To evaluate the efficacy of radioiodine treatment for thyrotoxicosis (555 MBq)
Komal Imtiaz, Syed Sobri, Swathi Rachabattula, Benjamin Silver & Mohammed Asam
Methods: We retrospectively reviewed the medical notes of 39 patients who received radioiodine treatment (RAI) for thyrotoxicosis from 2004 until February 2010. Only 5.1% of patients had history of partial thyroidectomy; patients with previous history of RAI for thyrotoxicosis were excluded. All patients received written information leaflet for RAI.
Results: Thirty (76.9%) patients were females and the median age of diagnosis was 59.5 years. 97.4% were Caucasian; 17.9% had positive family history of thyrotoxicosis; current smokers (31%), ex-smokers (18%); 7.7% had taken Amiodarone or Lithium in the past; Graves disease (56.4%), Multinodular goitre (41%), and unspecified diagnosis (2.6%). Other co-morbidities included diabetes (25.6%), hypertension (35.9%), atrial fibrillation (10.2%) and no heart failure. These patients were followed up in the endocrine clinic post RAI at (mean 11.5 weeks, median 9 weeks); hypothyroidism was diagnosed at (mean 26.3 weeks, median 11 weeks) and Thyroxine dose post-RAI (mean 93.2 mcg, median 100mcg daily) was recorded. 69.2% became hypothyroid post-RAI, euthyroid (20.5%) while 10.3% had further relapse of thyrotoxicosis and required a second dose of RAI. All patients achieved cure after second dose of RAI. One patient experienced radiation thyroiditis, while another one experienced pruritis post RAI. Incidence of hypothyroidism following RAI was 48.6% (3 months), 54.1% (6 months), 59.4% (9 and 12 months) and 64.9% (24 months). This is also consistent with literature with studies showing that 50%60% of patients receiving high dose RAI (more than 370 MBq) develop hypothyroidism within one year followed by a further annual incidence of 2%3%.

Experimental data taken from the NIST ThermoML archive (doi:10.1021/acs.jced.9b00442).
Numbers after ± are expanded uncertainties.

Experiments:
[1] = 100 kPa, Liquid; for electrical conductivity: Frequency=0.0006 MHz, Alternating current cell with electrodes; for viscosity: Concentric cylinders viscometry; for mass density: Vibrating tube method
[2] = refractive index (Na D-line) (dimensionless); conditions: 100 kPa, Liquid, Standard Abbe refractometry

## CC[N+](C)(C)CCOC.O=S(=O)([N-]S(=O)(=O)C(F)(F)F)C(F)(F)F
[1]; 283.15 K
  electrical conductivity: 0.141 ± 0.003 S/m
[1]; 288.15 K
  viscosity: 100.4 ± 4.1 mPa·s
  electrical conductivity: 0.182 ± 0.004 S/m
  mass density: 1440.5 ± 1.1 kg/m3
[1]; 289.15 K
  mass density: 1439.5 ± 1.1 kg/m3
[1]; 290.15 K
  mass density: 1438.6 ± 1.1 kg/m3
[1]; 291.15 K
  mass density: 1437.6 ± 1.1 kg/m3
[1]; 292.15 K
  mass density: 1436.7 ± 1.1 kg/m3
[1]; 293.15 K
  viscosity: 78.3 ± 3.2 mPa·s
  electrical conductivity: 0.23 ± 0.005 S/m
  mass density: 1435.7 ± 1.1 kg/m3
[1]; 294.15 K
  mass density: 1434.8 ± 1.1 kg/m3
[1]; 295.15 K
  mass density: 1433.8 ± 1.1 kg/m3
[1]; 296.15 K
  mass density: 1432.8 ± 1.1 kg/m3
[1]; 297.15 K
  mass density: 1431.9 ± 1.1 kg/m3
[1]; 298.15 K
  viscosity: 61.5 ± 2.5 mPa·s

Conclusion: RAI treatment is highly effective in treating hyperthyroidism with cure rate approaching 90%. However, a significant proportion of patients develop hypothyroidism within one year, suggesting the need for close monitoring to ensure adequate thyroxine replacement.
Declaration of interest: There is no conflict of interest that could be perceived as prejudicing the impartiality of the research reported.
Funding: No specific grant from any funding agency in the public, commercial or not-for-profit sector.